The number of British Motor Corporation workers idle because of the strike at Smiths Motor Accessories, Cricklewood, N.W., dropped yesterday to 5,000, with the return of 1,800 Austin workers at Birmingham who had been laid off since Monday. An official of Austins said the models they made would have to be stored until instruments were available.
Jaguar Cars, Ltd., Coventry, sent home about 330 men from the body assembly and paint shops and told them not to return until Monday. The firm said that 400 trim shop employees had begun to work reduced hours.
SMITHS INDUSTRIES STRIKE
Jaguar is to fit all its cars with speedometers marked in kilometers per hour, rather than let the strike of 2,000 workers at Smith Motor Accessories , Cricklewood , affect home deliveries. The instruments will be overlaid with a sheet of transparent plastic marked in miles per hour. Supplies of both types of speedometer have been affected by the strike, but a Jaguar official said last night that there were more of those for export models and by using them deliveries could be maintained to a ” much greater extent. ” Dealers will keep a record of cars sold with the temporary speedometers. When supplies return to normal they, will be replaced by the normal type free of charge. Another 330 men at Jaguar ‘s were laid off last night until Monday in addition to the 650 assembly workers sent home on Wednesday.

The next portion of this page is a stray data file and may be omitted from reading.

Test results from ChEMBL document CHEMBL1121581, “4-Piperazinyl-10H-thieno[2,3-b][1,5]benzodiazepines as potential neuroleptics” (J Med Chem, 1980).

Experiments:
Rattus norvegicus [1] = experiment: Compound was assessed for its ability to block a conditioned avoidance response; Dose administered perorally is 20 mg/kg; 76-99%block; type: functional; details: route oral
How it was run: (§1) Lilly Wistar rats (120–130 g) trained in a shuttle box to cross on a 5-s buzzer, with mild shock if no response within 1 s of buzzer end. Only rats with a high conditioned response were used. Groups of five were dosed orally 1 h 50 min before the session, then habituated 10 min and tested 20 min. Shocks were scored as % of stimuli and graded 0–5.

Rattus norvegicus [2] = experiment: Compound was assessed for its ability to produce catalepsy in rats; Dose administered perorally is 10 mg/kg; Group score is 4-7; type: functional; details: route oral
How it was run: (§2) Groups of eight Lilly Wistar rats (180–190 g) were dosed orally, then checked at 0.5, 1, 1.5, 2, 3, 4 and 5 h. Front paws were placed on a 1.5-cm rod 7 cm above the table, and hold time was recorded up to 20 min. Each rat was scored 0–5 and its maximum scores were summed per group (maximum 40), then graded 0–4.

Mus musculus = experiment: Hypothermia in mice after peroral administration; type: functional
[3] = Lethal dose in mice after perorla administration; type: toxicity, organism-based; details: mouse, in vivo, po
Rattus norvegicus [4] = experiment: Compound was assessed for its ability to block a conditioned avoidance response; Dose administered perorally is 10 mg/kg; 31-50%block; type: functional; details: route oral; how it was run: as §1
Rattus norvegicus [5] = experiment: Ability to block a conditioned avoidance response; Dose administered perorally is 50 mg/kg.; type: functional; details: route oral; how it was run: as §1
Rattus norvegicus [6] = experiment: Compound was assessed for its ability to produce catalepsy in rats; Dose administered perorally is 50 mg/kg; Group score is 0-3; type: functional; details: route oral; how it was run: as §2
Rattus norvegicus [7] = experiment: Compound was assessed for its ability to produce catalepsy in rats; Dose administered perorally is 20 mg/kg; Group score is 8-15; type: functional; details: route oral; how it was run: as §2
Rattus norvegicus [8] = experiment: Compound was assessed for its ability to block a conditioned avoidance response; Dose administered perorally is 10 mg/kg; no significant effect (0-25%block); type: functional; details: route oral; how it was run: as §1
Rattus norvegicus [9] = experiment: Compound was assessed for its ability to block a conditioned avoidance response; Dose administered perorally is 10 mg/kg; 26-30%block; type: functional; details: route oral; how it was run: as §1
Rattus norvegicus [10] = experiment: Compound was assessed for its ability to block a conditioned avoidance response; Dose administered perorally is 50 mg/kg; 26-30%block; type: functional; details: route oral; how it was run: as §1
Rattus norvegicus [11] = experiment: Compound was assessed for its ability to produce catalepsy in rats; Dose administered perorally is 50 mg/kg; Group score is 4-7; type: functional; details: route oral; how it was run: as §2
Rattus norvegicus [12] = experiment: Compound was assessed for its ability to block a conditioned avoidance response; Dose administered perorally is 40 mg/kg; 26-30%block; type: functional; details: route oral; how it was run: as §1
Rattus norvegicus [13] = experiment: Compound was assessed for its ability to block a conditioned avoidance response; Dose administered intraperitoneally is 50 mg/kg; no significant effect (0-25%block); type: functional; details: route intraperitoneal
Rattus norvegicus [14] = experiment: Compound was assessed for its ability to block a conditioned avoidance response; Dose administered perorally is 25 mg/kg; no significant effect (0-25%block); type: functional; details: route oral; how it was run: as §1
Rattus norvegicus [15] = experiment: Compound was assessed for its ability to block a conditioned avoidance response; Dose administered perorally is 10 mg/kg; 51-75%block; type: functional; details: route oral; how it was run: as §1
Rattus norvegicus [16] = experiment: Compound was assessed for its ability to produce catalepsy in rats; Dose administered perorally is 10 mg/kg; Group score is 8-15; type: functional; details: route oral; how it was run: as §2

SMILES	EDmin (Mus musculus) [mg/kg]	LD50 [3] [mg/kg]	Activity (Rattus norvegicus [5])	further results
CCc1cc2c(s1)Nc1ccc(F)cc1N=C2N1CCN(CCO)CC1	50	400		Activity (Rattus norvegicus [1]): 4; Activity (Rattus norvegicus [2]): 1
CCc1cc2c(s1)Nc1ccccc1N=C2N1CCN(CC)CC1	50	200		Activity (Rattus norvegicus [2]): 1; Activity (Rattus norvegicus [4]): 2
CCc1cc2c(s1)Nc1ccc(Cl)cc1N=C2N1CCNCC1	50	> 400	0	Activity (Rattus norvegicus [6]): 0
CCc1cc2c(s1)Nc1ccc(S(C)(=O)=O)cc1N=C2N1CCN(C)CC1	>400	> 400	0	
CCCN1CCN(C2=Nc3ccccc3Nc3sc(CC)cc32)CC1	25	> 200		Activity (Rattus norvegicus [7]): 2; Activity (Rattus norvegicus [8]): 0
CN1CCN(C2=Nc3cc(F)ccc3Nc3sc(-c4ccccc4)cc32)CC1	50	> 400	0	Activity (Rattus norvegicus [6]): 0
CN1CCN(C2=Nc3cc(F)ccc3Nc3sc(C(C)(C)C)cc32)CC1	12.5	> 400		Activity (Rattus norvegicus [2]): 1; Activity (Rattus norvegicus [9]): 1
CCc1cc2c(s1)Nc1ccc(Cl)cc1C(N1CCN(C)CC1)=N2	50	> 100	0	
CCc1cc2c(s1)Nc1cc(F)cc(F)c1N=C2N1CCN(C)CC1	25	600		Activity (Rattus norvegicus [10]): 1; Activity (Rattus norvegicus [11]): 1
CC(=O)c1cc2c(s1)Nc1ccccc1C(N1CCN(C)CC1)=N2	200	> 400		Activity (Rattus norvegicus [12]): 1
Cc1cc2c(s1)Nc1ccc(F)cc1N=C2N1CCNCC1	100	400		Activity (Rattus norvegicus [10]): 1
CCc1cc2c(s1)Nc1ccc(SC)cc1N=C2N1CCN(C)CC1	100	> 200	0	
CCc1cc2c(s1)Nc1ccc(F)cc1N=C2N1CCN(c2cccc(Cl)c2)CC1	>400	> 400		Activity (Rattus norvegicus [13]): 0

The British Motor Corporation is to continue to produce certain models without instruments and to store them. An official said that stocks of speedometers marked in kilometres were larger than those in miles per hour , but there was no intention of following Jaguar ‘s example. Supplies of all types of Smith’ s instruments were limited. Production of Austin cars continued ” with increasing difficulty,” and 3,000 men are still laid off at the Morris assembly plant at Cowley. They have been asked to report for work on Monday as have the 2,000 men laid off at the Birmingham car body factory of Nuffield Metal Products.
A Standard Triumph International official said there was ” no immediate danger ” of men being laid off. There was no change in the company’s position following the ban on overtime for five thousand workers earlier in the week.